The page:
Israeli spying devices on foreign soil are a clear violation of international resolutions, Lebanese Interior Minister Ziad Baroud said during a visit to southern Lebanon on Sunday.

Baroud, a rising Maronite politician who was appointed interior minister in
2008 as a representative of Lebanese President Michel Suleiman’s bloc, expressed his “determination to continue to uncover espionage networks.”

Interesting. I can’t find any mention of Baroud as a Maronite in the New York Times – in fact, the only result I get when I search for “Maronite politician” is a  1993 article that mentions Michel Edde. To me it says a great deal about Israeli political culture (and, perhaps, the lingering presence of the SLA) that the Post can assume that “Maronite politician” is a term that readers will understand.

But what I really love about this article is the closing:

The Lebanese interior minister’s remarks came a day after Strategic Affairs Minister Moshe Ya’alon announced that Israel was gathering intelligence within Lebanon and would continue to do so until Hizbullah renounced its arms.

“During a conflict with an enemy, one must gather intelligence,” he said, adding that the conflict would end once peace with Lebanon was achieved.

The conflict will end when peace is achieved. Thank you, Mr. Ya’alon, for providing this Zen definition of the day.

Posted in Arab world, Beirut, citizenship, Israel, Lebanon, Palestine, religion, Uncategorized, words | Leave a Comment »

hummus: where satire and reality blur

Posted by adiamondinsunlight on October 25, 2009

Have you ever heard about someone reading an article from the Onion and mistaking it for a genuine news article?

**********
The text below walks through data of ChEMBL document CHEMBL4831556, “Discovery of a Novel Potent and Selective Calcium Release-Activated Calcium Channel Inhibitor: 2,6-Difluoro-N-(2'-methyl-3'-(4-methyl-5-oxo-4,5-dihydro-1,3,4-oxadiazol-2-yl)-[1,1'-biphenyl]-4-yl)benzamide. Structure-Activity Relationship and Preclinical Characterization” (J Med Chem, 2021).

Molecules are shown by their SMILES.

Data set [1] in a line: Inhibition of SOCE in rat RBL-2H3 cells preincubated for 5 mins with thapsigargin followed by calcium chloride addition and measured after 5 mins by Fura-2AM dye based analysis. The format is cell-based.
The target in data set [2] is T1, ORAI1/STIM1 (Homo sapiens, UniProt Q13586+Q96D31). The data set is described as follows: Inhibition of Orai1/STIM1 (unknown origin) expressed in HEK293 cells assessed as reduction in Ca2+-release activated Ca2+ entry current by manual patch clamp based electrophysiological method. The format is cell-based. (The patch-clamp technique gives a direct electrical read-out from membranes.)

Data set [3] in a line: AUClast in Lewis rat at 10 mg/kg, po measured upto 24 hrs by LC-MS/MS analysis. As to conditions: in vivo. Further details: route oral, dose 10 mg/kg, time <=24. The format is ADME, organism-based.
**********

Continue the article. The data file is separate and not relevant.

Today J sent me a genuine AP article whose headline made me wish the reverse were true:

Lebanese to Israel: Hands off our hummus!

Ah yes: another bizarre Lebanese food contest. Poor Zeina Karam, having to report on this.

BEIRUT — Lebanese chefs prepared a massive plate of hummus weighing over two tons Saturday that broke a world record organizers said was previously held by Israel — a bid to reaffirm proprietorship over the popular Middle Eastern dip.

“Come and fight for your bite, you know you’re right!” was the slogan for the event — part of a simmering war over regional cuisine between Lebanon and Israel, which have had tense political relations for decades.

[I agree that having Israelis and pseudo-Israelis try to correct my pronunciation of “hummus” as “KHumus” – say it with extra phlegm for full effect – is beyond irritating. But claiming a dish by cooking an obscene amount of it? And being PROUD of this? And creating an embarrassingly lame slogan – in English, no less? Good God.]